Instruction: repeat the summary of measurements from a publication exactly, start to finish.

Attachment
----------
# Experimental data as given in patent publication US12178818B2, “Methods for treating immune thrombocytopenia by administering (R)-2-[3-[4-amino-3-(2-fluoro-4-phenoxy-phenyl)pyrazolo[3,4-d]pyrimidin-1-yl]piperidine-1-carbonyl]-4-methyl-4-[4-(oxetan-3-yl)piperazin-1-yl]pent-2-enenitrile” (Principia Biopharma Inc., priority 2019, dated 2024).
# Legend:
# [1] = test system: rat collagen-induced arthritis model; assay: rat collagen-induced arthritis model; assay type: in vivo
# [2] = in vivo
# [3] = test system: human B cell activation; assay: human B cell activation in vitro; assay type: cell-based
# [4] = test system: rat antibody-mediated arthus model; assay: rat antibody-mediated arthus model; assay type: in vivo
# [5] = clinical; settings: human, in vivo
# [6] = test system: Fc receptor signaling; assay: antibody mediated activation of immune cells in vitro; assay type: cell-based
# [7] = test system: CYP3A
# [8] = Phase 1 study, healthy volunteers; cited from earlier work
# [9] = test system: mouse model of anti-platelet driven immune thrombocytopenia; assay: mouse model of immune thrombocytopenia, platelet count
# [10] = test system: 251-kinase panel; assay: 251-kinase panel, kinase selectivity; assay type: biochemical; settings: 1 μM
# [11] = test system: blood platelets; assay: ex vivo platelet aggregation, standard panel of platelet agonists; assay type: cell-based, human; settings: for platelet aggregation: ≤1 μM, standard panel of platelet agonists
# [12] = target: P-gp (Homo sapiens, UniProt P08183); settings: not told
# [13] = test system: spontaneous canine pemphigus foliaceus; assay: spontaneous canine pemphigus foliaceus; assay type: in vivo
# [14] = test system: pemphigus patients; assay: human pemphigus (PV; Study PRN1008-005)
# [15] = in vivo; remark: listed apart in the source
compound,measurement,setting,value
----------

# Experimental data as given in patent publication US12178818B2, “Methods for treating immune thrombocytopenia by administering (R)-2-[3-[4-amino-3-(2-fluoro-4-phenoxy-phenyl)pyrazolo[3,4-d]pyrimidin-1-yl]piperidine-1-carbonyl]-4-methyl-4-[4-(oxetan-3-yl)piperazin-1-yl]pent-2-enenitrile” (Principia Biopharma Inc., priority 2019, dated 2024).
# Legend:
# [1] = test system: rat collagen-induced arthritis model; assay: rat collagen-induced arthritis model; assay type: in vivo
# [2] = in vivo
# [3] = test system: human B cell activation; assay: human B cell activation in vitro; assay type: cell-based
# [4] = test system: rat antibody-mediated arthus model; assay: rat antibody-mediated arthus model; assay type: in vivo
# [5] = clinical; settings: human, in vivo
# [6] = test system: Fc receptor signaling; assay: antibody mediated activation of immune cells in vitro; assay type: cell-based
# [7] = test system: CYP3A
# [8] = Phase 1 study, healthy volunteers; cited from earlier work
# [9] = test system: mouse model of anti-platelet driven immune thrombocytopenia; assay: mouse model of immune thrombocytopenia, platelet count
# [10] = test system: 251-kinase panel; assay: 251-kinase panel, kinase selectivity; assay type: biochemical; settings: 1 μM
# [11] = test system: blood platelets; assay: ex vivo platelet aggregation, standard panel of platelet agonists; assay type: cell-based, human; settings: for platelet aggregation: ≤1 μM, standard panel of platelet agonists
# [12] = target: P-gp (Homo sapiens, UniProt P08183); settings: not told
# [13] = test system: spontaneous canine pemphigus foliaceus; assay: spontaneous canine pemphigus foliaceus; assay type: in vivo
# [14] = test system: pemphigus patients; assay: human pemphigus (PV; Study PRN1008-005)
# [15] = in vivo; remark: listed apart in the source
compound,measurement,setting,value